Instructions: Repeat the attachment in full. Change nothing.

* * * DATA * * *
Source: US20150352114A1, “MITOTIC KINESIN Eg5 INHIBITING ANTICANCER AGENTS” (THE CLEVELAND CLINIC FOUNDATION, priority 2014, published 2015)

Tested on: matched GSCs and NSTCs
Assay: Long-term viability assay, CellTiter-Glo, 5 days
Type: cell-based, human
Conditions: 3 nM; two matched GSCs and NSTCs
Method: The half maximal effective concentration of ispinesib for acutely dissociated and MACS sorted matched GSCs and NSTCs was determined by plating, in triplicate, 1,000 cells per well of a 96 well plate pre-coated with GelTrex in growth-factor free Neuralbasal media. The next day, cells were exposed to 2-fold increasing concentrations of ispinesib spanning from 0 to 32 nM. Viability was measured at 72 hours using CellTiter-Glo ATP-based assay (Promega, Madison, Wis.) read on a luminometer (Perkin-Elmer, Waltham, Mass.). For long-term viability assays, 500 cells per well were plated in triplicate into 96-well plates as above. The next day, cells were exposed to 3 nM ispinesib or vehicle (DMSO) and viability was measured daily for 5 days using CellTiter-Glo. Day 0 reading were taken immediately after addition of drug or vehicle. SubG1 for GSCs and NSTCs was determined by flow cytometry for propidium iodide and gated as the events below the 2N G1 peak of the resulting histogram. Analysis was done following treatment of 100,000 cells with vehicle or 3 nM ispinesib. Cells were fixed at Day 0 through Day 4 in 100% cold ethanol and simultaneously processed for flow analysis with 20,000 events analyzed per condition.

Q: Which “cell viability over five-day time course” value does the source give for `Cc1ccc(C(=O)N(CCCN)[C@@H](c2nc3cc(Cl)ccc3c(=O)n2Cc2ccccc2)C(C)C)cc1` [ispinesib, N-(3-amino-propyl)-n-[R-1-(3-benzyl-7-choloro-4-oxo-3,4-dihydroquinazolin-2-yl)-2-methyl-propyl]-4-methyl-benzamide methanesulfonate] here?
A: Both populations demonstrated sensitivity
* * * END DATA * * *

Source: US20150352114A1, “MITOTIC KINESIN Eg5 INHIBITING ANTICANCER AGENTS” (THE CLEVELAND CLINIC FOUNDATION, priority 2014, published 2015)

Tested on: matched GSCs and NSTCs
Assay: Long-term viability assay, CellTiter-Glo, 5 days
Type: cell-based, human
Conditions: 3 nM; two matched GSCs and NSTCs
Method: The half maximal effective concentration of ispinesib for acutely dissociated and MACS sorted matched GSCs and NSTCs was determined by plating, in triplicate, 1,000 cells per well of a 96 well plate pre-coated with GelTrex in growth-factor free Neuralbasal media. The next day, cells were exposed to 2-fold increasing concentrations of ispinesib spanning from 0 to 32 nM. Viability was measured at 72 hours using CellTiter-Glo ATP-based assay (Promega, Madison, Wis.) read on a luminometer (Perkin-Elmer, Waltham, Mass.). For long-term viability assays, 500 cells per well were plated in triplicate into 96-well plates as above. The next day, cells were exposed to 3 nM ispinesib or vehicle (DMSO) and viability was measured daily for 5 days using CellTiter-Glo. Day 0 reading were taken immediately after addition of drug or vehicle. SubG1 for GSCs and NSTCs was determined by flow cytometry for propidium iodide and gated as the events below the 2N G1 peak of the resulting histogram. Analysis was done following treatment of 100,000 cells with vehicle or 3 nM ispinesib. Cells were fixed at Day 0 through Day 4 in 100% cold ethanol and simultaneously processed for flow analysis with 20,000 events analyzed per condition.

Q: Which “cell viability over five-day time course” value does the source give for `Cc1ccc(C(=O)N(CCCN)[C@@H](c2nc3cc(Cl)ccc3c(=O)n2Cc2ccccc2)C(C)C)cc1` [ispinesib, N-(3-amino-propyl)-n-[R-1-(3-benzyl-7-choloro-4-oxo-3,4-dihydroquinazolin-2-yl)-2-methyl-propyl]-4-methyl-benzamide methanesulfonate] here?
A: Both populations demonstrated sensitivity